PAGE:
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Infusion Pharmacy Services for Kids With Special Needs

Take a quick tour of the PHS Pharmacy, meet Pharmacist James Roemer, and watch PHS Pharmacist In Charge Jill Liebers describe how staff members coordinate, store and dispense medical supplies for pediatric pharmacy patients.

Pediatric pharmacy for kids with special needs

How does the PHS Pharmacy differ from a typical drug store? For one thing, our on-site pharmacy is designed specifically to meet the medication needs of growing kids with special needs. And our pharmacists are specialists in pediatric medication therapy and infusion therapy. That’s important because kids react to medicine differently than do adults.

Plus, children are constantly changing as they grow. A newborn and an 18-year-old not only differ in weight, but in how they metabolize drugs. Pediatric pharmacy patients are not like adults who often get the same standard dose.

Infusion therapy specialists

PHS specialty pharmacists make sterile solutions to be administered intravenously, including mixing up highly individualized recipes for newborns, children, and adolescents who have complex medical conditions. They also plan and monitor drug programs and regimens, make recommendations on the selection, dosage, interactions, and effects of drugs, and work with a team of discipline experts to coordinate homecare of their pediatric patients.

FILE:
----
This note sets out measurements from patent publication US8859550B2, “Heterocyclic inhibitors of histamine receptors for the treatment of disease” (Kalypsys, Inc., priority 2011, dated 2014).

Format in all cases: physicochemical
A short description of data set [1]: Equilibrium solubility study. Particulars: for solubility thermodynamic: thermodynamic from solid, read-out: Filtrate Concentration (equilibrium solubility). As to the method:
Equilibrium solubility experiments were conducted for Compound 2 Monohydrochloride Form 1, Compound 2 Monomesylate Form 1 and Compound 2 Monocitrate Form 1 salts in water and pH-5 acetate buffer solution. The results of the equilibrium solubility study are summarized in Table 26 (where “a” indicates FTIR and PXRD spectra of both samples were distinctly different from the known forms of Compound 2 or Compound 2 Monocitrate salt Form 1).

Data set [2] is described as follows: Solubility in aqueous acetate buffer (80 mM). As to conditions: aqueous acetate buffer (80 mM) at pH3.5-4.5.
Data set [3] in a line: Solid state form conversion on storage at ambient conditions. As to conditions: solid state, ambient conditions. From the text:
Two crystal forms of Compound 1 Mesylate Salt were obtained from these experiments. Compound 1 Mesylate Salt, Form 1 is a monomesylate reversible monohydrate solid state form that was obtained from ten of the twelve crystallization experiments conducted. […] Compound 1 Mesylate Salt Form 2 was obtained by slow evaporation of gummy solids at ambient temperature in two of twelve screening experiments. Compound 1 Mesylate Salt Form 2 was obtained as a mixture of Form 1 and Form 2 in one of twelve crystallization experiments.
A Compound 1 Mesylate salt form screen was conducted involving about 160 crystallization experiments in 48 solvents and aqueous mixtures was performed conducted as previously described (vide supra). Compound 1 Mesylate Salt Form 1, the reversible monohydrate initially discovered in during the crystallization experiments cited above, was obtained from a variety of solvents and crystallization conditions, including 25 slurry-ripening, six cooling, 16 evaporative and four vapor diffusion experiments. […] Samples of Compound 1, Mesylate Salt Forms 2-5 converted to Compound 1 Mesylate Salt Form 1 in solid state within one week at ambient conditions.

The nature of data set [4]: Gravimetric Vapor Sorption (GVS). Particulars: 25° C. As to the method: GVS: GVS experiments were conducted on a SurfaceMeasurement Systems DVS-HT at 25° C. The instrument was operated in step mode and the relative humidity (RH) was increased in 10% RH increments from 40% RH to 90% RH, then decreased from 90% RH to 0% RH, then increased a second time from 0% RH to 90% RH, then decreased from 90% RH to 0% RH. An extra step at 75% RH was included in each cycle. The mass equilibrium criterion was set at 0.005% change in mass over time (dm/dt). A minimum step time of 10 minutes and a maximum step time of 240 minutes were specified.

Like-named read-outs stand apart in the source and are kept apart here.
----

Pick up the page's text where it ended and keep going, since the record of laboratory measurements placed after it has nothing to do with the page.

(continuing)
Dispensing more than medicine

The pharmacy staff also works with nurses to educate families and home caregivers on everything they need to know about our specialty pharmacy services—from how to store medications to what they need to know about shipping and delivery. A PHS pharmacist is available to patient caregivers 24/7, 365 days a year to take calls, answer questions and respond to needs.

You can read more about what makes PHS pediatric pharmacy services unique in the Summer 2010 issue of our newsletter, The Pulse.

Tips to share?

Ordering, managing and storing medications can be challenging for families taking care of special needs kids at home. What works for you?

Originally published: November 5, 2010

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